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Latitude: 52.2198 / 52°13'11"N
Longitude: 0.7685 / 0°46'6"E
OS Eastings: 589207
OS Northings: 261570
OS Grid: TL892615
Mapcode National: GBR RGL.WMH
Mapcode Global: VHKDC.8GMM
Entry Name: Numbers 1, 2 and 3 and Clubhouse, and Linking Painted Walls
Listing Date: 22 December 1998
Source: Historic England
Source ID: 1051045
English Heritage Legacy ID: 471959
Location: Rushbrooke with Rougham, St. Edmundsbury, Suffolk, IP30
District: St. Edmundsbury
Civil Parish: Rushbrooke with Rougham
Traditional County: Suffolk
Lieutenancy Area (Ceremonial County): Suffolk
Church of England Parish: Rushbrooke St Nicholas
Church of England Diocese: St.Edmundsbury and Ipswich
TL 86 SE RUSHBROOKE THE HAMLET
Nos. 1, 2 and 3 and clubhouse,
And linking painted walls
Group of three linked estate cottages and clubhouse. Commissioned 1950, built 1956-9 by Llewelyn Davies and Weeks, job architect John Weeks, executive architect Michael Huckstepp, for Lord Rothschild. White-painted brick on black-painted brick plinth; slate roof largely treated as monopitches, short stacks to houses. The houses single storey with storage lofts. Nos. 2 and 3 treated as a mirrored pair of 'L'-shaped two-bedroom cottages, linked by a wall to No. 1, also 'L'-shaped, and thence to club house set back on principal road through village. All have large shed areas for storing tools and muddy boots. The houses based on a rectangle 56 ft wide by 33ft deep, with a central spine, from which sections are then cut away to provide a picturesque but coherent composition. All houses arranged along the linking wall, which continues as the spine through them. All living rooms face south. Black timber doors, some of the front doors set in angle of houses to give greater shelter and all having glazed panels, those to the sheds are solid. Timber windows painted black, their opening lights painted white. Large closely-mullioned windows to the first floor stores. Interiors not of special interest. The club house repeats the same idiom on a larger scale. Bar in two sections, the rear part separated by sliding partition originally used for dances, and club room set either side of central entrance. Black timber doors, black timber windows with white-painted opening lights. The glazing to the main hall at the side of the entrance in pattern inspired by Le Corbusier's Notre Dame du Haut, Ronchamp, and set with red glass. The main bar area open to the high monopitched roof, with bar and fireplace. The inspiration for the clubhouse was a television presented by Lord Rothschild when such items were luxuries not found in most rural homes. The black and white painted idiom is widely used in Suffolk, and the materials are traditional, yet Rushbrooke is wholly modern in its planning and design. Richard Llewelyn Davies and John Weeks were commissioend in 1950 to build estate cottages for Lord Rothschild, whom Llewelyn Davies had met when studying at Trinity College, Cambridge, in the 1930s. The linking wall defined a sense of enclosure, from which the orthogonal plans developed. The group of linked cottages form a closely defined group round a medieval well head (already listed). Their design was based on the award-winning prototype at Poplar Meadow, with modifications to the roof and porches as Weeks's ideas evolved. The group at the Hamlet replaced a group of dilapidated estate cottages thought incapable of repair.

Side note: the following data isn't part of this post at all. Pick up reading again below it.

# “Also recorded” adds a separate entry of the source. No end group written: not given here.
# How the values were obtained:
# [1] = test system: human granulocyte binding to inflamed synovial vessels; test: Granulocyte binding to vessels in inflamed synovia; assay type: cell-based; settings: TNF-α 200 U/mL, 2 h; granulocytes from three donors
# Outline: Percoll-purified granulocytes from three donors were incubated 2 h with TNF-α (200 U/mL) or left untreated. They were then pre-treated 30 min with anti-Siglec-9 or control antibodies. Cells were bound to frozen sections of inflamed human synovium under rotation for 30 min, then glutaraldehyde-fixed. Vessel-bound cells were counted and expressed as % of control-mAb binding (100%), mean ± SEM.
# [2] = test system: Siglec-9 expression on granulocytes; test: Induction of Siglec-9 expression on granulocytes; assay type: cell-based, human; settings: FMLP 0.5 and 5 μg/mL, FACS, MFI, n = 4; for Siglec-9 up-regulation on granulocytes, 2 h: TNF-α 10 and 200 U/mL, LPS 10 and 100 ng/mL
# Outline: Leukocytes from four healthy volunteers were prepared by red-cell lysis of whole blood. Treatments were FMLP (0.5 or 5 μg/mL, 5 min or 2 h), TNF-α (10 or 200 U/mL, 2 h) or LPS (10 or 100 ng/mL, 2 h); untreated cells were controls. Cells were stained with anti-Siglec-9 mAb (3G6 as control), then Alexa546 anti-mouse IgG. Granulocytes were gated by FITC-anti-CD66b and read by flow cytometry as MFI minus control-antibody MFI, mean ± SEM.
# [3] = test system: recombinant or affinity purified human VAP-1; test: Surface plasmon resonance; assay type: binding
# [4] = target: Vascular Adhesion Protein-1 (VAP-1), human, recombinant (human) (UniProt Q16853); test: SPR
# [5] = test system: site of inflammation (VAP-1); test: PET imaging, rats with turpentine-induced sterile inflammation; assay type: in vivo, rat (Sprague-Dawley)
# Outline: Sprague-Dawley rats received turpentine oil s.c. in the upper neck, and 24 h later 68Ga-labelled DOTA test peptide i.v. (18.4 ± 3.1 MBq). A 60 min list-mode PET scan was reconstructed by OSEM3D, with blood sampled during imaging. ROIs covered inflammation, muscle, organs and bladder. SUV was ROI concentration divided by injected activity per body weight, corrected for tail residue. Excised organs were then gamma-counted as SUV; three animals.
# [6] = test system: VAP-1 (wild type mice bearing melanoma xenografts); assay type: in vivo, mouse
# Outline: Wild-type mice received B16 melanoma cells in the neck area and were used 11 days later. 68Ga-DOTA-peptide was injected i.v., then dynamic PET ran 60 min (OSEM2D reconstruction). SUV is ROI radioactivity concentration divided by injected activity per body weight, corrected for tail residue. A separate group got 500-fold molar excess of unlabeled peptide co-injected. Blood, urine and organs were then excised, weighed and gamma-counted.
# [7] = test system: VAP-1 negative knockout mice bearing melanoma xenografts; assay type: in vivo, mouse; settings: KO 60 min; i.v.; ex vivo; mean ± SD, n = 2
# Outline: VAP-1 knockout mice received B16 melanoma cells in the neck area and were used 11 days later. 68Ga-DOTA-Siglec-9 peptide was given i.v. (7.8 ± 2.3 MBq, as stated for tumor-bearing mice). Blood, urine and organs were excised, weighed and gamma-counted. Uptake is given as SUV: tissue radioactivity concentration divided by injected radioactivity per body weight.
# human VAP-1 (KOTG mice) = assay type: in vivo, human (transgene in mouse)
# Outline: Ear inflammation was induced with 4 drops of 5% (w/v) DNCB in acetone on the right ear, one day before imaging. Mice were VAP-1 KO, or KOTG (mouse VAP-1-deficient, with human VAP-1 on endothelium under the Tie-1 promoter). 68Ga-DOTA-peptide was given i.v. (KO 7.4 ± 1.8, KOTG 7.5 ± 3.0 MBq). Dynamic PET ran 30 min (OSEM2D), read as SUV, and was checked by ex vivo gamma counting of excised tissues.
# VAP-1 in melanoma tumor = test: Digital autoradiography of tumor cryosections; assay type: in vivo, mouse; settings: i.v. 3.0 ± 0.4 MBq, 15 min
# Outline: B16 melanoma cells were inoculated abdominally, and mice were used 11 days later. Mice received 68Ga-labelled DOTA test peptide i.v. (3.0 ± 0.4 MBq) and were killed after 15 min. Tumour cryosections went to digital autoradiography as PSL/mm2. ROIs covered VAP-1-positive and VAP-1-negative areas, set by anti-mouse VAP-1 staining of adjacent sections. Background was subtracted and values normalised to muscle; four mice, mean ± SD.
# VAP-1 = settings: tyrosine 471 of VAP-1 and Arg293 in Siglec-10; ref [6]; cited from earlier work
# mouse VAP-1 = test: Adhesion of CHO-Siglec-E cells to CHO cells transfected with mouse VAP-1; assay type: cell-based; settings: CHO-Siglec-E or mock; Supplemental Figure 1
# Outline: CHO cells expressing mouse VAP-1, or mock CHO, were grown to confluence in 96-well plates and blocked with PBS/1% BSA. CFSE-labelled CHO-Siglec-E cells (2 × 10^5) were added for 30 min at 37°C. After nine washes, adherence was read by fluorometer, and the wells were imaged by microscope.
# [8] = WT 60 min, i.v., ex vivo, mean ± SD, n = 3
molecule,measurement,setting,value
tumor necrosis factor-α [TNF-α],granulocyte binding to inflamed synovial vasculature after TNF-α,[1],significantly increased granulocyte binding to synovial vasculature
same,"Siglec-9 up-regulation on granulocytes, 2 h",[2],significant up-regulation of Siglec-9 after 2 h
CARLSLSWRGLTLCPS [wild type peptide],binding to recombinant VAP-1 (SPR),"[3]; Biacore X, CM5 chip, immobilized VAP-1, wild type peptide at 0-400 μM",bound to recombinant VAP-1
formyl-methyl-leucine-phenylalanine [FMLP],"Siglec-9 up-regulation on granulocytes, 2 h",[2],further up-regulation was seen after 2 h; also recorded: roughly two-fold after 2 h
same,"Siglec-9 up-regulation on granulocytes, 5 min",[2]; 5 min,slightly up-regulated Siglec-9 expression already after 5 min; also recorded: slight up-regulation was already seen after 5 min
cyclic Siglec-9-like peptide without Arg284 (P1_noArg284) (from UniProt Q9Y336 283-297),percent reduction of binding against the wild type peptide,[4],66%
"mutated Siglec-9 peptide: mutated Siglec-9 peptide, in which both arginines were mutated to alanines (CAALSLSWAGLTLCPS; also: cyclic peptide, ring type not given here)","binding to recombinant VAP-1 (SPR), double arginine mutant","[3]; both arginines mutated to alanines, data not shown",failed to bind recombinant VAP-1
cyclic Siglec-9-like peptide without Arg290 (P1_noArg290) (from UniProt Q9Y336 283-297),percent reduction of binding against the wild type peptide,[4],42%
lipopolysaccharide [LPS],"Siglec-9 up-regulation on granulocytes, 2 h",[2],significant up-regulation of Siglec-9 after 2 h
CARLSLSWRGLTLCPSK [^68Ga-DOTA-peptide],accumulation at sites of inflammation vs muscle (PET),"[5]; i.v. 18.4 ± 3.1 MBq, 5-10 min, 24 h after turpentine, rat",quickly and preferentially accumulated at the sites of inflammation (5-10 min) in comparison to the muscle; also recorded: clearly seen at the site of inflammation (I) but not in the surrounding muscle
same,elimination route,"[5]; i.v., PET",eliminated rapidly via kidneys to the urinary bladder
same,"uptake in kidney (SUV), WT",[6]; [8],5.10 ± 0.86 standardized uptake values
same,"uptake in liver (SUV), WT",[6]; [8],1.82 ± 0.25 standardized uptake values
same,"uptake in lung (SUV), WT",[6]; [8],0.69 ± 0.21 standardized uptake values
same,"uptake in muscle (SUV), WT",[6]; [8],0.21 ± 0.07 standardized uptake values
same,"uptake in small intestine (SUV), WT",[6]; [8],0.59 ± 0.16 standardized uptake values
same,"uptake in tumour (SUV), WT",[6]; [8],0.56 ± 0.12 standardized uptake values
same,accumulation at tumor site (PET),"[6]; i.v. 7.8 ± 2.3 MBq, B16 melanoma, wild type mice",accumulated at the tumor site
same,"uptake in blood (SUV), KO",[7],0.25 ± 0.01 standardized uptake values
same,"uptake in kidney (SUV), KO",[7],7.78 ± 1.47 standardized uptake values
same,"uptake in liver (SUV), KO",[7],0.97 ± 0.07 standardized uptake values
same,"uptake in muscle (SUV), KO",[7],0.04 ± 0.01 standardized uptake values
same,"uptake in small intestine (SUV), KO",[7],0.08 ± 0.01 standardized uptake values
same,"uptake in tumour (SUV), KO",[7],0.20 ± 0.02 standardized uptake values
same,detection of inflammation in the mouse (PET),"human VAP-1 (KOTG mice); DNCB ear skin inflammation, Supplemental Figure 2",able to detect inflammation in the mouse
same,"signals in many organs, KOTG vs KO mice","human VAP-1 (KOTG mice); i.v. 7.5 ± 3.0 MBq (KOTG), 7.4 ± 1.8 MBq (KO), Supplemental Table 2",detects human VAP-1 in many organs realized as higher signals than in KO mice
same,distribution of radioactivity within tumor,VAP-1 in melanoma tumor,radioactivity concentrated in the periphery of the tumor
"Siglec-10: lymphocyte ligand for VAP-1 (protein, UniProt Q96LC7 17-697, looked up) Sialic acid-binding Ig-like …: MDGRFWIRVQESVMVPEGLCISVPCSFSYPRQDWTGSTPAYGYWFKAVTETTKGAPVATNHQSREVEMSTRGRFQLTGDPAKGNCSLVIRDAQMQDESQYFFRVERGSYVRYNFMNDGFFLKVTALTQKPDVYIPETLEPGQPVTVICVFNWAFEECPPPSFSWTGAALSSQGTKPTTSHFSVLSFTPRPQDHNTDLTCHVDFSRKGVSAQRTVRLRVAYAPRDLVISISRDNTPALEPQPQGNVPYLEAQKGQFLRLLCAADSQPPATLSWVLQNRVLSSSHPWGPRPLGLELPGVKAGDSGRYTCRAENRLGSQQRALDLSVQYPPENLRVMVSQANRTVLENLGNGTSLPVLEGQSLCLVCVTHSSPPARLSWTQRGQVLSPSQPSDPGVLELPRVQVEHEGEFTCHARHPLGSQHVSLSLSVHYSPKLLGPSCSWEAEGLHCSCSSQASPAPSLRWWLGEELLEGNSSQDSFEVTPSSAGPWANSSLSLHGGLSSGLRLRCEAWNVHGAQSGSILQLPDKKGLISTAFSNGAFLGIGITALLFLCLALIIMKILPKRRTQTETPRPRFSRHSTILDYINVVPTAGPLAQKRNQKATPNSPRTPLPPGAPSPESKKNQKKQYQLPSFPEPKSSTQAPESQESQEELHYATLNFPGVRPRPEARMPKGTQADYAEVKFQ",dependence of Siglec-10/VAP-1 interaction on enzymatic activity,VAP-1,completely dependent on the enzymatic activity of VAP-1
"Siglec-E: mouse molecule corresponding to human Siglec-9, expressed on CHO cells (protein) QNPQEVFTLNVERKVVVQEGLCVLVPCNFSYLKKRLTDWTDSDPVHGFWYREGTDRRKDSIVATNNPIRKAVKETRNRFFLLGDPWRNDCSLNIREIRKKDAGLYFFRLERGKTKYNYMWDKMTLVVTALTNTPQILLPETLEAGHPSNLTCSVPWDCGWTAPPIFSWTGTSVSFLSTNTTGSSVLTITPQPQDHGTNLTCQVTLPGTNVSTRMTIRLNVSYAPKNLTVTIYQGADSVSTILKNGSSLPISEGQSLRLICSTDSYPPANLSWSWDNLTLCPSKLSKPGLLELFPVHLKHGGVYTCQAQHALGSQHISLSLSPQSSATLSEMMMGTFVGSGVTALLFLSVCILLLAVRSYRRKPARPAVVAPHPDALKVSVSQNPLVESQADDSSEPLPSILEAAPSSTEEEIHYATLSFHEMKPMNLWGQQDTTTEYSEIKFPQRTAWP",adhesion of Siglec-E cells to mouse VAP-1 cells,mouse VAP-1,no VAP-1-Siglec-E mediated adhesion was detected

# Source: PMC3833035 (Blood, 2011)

Though built to a higher specification than public housing, the development of a coherently planned 'house type' and strong visual idiom was much admired at the time. Rushbrooke also broke the established imagery of post-war rural housing. Its ideas ran closely parallel to, but slightly anticipated, the research of the English group of CIAM (the international research group on modern architecture with a particular interest in housing and planning) in 1955, or slightly later. These ideas, by Bill Howell and John Partridge, James Stirling, Alison and Peter Smithson and John Voelcker, were also widely published and were influential in some of these architects' later low-rise high-density schemes for urban areas. They show how the pragmatic modernism of Rushbrooke was to become a powerful force in housing design in the later 1960s and 1970s.
'Simple, single storey white-painted brick houses sited around an open space ..., it made it clear to everyone that, in the hands of a skilled architect, a very ordinary brief and a modest budget could result in a real sense of place. Co-inciding with the Architectural Review's Outrage issues, dealing with the lack of any sense of place in the housing developments of the time, the Rushbrooke scheme was admired as one of the few developments which felt like a real place'. So wrote John Winter in Contemporary Architects, third edition, 1994.
Listing NGR: TL8920761570
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